Leslie wants Canadian innovation in climate crisis

Canada used to be an international leader for issues such as climate change. Megan Leslie says this started changing with a series of bad decisions starting with the withdrawal from the Kyoto protocol in 2011.

Veromi Arsiradam (left) Megan Leslie (centre) Nicole Heelan (right) talk after Megan's lecture on environmental issues and Canada's role. (Violet MacLeod photo)

By Violet MacLeod

Canada used to be an international leader for issues such as climate change.

What happened?

Megan Leslie says this started changing with a series of bad decisions starting with the withdrawal from the Kyoto protocol in 2011.

Leslie, NDP environment critic and MP for Halifax, lectured at Dalhousie University about environmental issues facing Canadians and the lack of innovative solutions being pursued by government. According to Leslie, “the single most important issue facing the world today is climate change.”

Canada could be a “green energy super power” and an international environmental force, but it has ceased to innovate, Leslie said. She in part attributed this to Dutch Disease. That happens when a nation discovers a natural resource that raises the value of that nation’s currency, making manufactured goods less competitive with other nations.

“We are stuck digging and chopping,” explained Leslie.

Leslie said Canada’s movement away from a climate conscious nation and its declining reputation for environmentally safe practices on the world stage can’t be solved by committing to one solution, but rather many solutions.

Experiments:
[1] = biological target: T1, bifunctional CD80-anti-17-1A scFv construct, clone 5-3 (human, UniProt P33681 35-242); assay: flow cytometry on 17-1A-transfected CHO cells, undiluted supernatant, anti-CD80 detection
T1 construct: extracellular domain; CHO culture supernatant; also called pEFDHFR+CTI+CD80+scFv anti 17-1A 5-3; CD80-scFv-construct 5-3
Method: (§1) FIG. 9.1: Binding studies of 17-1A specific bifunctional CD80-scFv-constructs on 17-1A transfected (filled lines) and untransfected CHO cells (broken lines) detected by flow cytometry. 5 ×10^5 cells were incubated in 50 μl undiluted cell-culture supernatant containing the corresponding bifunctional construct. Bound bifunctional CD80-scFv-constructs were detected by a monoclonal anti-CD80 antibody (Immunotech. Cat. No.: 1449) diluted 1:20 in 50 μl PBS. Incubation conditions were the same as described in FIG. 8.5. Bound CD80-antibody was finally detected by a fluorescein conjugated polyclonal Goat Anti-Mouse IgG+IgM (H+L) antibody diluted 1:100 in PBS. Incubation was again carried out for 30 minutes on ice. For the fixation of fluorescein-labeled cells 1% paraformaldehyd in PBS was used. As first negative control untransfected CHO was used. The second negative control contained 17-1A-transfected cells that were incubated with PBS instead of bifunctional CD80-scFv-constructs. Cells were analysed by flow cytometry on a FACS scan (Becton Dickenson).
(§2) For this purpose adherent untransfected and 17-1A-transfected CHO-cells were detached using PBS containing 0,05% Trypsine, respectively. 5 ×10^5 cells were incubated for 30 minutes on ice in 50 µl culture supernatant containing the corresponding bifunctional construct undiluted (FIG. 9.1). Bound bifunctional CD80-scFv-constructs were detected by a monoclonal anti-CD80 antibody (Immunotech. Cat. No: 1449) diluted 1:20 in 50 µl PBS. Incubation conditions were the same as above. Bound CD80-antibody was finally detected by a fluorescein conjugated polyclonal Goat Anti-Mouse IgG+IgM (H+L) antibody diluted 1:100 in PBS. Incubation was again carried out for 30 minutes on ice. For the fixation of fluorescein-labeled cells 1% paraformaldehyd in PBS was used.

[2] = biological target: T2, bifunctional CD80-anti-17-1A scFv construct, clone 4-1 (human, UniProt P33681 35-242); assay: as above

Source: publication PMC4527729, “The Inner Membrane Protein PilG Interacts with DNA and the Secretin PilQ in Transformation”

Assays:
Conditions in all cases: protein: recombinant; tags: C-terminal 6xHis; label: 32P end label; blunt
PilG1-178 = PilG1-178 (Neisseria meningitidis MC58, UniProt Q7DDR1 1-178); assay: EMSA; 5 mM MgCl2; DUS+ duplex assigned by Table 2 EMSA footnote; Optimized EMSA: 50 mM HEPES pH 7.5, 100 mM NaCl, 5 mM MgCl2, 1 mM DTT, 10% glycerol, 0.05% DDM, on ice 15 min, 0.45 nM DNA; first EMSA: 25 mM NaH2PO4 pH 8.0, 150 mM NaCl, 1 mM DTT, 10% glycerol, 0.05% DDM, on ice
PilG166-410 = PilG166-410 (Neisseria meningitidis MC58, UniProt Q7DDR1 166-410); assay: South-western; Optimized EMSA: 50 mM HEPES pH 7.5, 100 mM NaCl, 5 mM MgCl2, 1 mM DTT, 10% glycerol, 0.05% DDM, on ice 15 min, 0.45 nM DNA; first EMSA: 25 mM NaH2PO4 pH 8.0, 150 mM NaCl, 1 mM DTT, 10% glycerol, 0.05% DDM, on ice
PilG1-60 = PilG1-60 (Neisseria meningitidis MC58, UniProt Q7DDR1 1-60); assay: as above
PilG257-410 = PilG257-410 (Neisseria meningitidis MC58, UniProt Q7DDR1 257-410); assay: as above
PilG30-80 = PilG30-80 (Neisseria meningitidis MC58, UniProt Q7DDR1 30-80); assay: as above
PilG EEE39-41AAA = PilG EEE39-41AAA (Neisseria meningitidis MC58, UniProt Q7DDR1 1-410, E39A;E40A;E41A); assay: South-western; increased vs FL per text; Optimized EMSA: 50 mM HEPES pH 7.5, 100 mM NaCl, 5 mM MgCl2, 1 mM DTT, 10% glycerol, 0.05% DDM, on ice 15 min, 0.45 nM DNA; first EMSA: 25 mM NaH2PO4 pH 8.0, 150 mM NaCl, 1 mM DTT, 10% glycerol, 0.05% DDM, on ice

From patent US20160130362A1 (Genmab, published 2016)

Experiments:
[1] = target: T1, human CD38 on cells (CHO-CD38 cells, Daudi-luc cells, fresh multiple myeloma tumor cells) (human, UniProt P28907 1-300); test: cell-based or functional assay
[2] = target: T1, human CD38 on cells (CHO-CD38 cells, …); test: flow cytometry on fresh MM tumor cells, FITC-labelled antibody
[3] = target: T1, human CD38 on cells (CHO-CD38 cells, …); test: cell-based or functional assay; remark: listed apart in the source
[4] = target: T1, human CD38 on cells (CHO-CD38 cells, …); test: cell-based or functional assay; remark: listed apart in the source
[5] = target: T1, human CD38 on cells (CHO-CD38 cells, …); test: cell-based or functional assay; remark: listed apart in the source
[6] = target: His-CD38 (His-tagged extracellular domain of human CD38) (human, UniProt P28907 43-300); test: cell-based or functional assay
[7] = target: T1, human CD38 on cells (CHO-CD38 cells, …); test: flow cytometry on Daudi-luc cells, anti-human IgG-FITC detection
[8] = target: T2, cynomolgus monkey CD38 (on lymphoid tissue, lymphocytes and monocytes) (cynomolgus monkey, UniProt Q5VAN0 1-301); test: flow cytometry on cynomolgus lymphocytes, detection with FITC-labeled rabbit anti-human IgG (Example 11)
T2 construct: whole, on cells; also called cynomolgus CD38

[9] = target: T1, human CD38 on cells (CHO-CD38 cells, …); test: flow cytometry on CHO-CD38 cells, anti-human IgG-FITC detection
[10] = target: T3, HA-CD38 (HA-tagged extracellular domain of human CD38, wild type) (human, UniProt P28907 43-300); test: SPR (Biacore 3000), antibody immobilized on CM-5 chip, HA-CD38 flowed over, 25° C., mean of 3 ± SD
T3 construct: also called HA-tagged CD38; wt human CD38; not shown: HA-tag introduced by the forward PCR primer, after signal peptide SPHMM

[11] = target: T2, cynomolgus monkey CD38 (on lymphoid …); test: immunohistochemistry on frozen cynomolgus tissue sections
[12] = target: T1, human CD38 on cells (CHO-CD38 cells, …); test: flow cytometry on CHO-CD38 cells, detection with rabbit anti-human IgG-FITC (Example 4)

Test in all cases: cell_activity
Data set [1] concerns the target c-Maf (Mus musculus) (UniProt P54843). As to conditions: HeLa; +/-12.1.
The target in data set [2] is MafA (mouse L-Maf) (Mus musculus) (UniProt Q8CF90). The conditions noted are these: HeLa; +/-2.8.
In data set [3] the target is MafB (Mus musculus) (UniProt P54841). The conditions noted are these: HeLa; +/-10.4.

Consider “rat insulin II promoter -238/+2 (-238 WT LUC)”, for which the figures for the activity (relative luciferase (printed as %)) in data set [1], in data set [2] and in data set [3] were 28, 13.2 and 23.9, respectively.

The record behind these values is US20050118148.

Related Audio
Megan Leslie 

Megan Leslie speaks about Canada’s role concerning the climate crisis.

“The solution isn’t one thing,” Leslie said. “It isn’t windmills, it isn’t energy efficiency, it isn’t packing your kids lunches in reusable size sandwich bags.”

Leslie gave her lecture in the greenest academic space on the Dalhousie campus, the Mona Campbell Building. Twenty-five people showed up.

Environmental studies student Annick Colbert went to the lecture because she was interested to hear Leslie speak about environmental issues, particularly the tar sands in Alberta. Colbert agreed with many of Leslie’s views.

“I think we really need to focus on renewable energy,” she said.

The lecture ended with a question period where audience members asked Leslie about her opinion on industries influencing the government’s environmental decisions as well as about the division of the NDP’s environmental values in contrast to the Conservatives.

Despite her concerns, Leslie was hopeful. She expressed her excitement about the possible innovations that Canada is exploring, such as the tidal power being harnessed and researched in the Bay of Fundy.